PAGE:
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Firm business for SurePayroll leads to $115M sale

You know there are tectonic shifts in the local tech scene when a nine-digit sale of a 10-year-old Internet company barely draws any attention.

Earlier this month, Glenview-based SurePayroll announced that it would be acquired by its more entrenched rival Paychex for $115 million. The all cash deal is expected to close later this year.

While the sale is a win for the company’s founders and venture capital investors - which include Mesirow Financial, BlueStar Ventures and Kettle Venture Partners (the later two stopped making new deals many moons ago) - the exit was a long time coming. SurePayroll, which pioneered the process of online payroll processing for small and medium-sized business, raised most of its $17 million in funding in 2000 and 2001.

Unlike most of the local and national dot-coms that raised millions in VC financing during the first wave of the Internet boom, however, SurePayroll spent much of the last decade building a real business. The 160-employee company has been profitable since 2004, said longtime president Michael Alter, who added that everyone will be retained in what will continue to operate as a wholly-owned subsidiary of Paychex.

When Alter and SurePayroll founder and serial entrepreneur Troy Henikoff first began building the company 10 years ago, venture capital was flowing and dot-coms were rewarded more for their concepts than their accomplishments. The business environment is different today, said Alter, even within the backdrop of two-year-old Groupon’s rumored $6 billion valuation.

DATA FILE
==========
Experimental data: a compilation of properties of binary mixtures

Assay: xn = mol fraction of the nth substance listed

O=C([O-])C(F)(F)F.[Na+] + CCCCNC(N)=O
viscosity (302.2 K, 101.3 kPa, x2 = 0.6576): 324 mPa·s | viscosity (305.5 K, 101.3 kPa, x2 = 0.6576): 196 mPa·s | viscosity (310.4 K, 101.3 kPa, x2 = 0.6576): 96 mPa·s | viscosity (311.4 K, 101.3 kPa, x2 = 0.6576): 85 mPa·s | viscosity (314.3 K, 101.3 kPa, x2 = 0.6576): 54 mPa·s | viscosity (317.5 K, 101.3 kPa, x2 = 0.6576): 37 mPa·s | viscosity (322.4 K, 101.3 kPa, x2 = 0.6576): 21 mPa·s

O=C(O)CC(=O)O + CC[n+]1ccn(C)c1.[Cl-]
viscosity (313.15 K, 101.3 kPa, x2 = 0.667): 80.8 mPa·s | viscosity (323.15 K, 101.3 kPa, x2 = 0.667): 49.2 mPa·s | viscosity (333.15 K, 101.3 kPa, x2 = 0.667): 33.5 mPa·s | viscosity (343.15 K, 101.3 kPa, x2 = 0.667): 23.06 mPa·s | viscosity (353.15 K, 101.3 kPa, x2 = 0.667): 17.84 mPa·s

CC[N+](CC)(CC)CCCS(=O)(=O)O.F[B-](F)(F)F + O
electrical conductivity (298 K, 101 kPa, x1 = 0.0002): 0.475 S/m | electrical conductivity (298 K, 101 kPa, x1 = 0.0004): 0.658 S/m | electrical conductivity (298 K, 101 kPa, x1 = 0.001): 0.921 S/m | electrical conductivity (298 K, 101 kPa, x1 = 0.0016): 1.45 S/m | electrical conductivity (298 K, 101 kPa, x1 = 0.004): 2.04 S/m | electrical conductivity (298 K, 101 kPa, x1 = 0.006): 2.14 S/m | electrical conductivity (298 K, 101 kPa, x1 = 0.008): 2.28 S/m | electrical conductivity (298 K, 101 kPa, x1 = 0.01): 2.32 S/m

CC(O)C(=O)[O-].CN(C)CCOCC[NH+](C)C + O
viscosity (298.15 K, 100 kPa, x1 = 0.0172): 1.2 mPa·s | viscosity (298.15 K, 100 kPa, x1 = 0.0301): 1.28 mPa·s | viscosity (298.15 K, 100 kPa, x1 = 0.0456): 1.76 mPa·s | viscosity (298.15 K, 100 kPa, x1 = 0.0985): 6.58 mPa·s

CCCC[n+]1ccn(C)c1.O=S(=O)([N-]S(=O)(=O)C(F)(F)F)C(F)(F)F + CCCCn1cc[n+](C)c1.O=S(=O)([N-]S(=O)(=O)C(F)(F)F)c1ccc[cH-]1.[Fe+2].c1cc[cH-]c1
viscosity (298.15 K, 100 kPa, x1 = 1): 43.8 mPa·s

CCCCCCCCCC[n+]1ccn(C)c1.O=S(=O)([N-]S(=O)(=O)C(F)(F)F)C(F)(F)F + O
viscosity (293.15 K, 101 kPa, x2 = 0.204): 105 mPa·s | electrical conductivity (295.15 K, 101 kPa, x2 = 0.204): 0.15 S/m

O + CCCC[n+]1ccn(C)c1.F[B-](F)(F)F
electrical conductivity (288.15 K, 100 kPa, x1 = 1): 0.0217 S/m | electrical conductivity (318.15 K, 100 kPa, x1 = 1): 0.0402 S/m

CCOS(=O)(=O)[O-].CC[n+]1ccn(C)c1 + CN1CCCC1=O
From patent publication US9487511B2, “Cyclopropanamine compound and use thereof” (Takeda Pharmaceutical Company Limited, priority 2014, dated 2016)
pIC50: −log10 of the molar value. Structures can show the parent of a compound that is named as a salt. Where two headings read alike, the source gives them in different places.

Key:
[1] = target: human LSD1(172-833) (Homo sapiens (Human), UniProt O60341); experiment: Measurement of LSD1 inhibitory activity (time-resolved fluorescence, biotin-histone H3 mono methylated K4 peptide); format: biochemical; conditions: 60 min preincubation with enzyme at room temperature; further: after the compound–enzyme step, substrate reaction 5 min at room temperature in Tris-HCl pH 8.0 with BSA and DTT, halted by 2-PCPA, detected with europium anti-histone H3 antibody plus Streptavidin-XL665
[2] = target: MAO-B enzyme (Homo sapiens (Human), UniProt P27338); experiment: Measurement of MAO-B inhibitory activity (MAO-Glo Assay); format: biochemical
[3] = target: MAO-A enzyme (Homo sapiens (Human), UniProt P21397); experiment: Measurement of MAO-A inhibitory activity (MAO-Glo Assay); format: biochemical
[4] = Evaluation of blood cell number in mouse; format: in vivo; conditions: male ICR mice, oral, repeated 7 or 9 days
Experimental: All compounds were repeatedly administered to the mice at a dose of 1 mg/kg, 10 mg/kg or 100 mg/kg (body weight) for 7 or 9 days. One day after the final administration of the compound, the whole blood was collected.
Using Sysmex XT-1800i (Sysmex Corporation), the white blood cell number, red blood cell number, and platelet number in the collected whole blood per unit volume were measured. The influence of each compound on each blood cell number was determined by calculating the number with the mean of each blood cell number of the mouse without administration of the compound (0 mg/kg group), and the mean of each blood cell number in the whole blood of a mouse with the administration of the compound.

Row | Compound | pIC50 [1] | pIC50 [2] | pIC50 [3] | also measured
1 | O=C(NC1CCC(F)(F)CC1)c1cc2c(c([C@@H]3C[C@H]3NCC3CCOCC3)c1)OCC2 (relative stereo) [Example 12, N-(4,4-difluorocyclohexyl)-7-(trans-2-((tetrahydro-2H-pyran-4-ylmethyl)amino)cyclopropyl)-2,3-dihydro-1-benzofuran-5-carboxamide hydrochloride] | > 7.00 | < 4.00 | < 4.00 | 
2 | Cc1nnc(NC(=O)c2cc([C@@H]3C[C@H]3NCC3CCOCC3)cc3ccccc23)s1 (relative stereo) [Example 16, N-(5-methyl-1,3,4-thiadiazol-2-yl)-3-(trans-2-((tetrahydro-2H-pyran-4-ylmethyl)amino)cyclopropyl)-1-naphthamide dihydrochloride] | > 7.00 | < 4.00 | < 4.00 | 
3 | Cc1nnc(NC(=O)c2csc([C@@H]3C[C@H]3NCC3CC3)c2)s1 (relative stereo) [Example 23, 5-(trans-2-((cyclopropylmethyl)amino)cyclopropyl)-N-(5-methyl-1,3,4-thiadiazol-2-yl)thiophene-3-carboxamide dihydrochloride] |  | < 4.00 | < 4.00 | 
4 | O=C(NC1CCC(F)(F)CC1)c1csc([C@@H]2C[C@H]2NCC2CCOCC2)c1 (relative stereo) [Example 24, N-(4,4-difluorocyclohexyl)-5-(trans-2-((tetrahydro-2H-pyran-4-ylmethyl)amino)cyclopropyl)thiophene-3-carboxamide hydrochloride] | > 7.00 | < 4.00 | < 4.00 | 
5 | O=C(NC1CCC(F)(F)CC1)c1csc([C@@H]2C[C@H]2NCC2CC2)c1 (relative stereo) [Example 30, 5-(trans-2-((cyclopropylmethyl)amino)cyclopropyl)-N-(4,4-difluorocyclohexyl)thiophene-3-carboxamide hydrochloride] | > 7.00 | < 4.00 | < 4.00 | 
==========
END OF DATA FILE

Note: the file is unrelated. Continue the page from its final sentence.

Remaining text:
“Now to get a good valuation you have to have a real business with real revenue, growth, customers and profitability,” said Alter, who is not the same guy who runs The Alter Group real estate development company and who owns the Chicago Sky women’s basketball team. “A decade ago you needed to have a good name behind you and a statement that you were a dot-com that didn’t even have to be logical.”

While there was no shortage of ludicrous companies during that time that raised tens of millions to sell pet food and hypoallergenic merchandise online faded (there was actually a company called Gazoontite.com that raised $30 million and briefly operated a storefront in Schaumburg), it was companies like SurePayroll, which used the web to offer efficiencies within already existing industries, that actually changed the world.

Expect more similar stories like this to emerge in the years and decades ahead.



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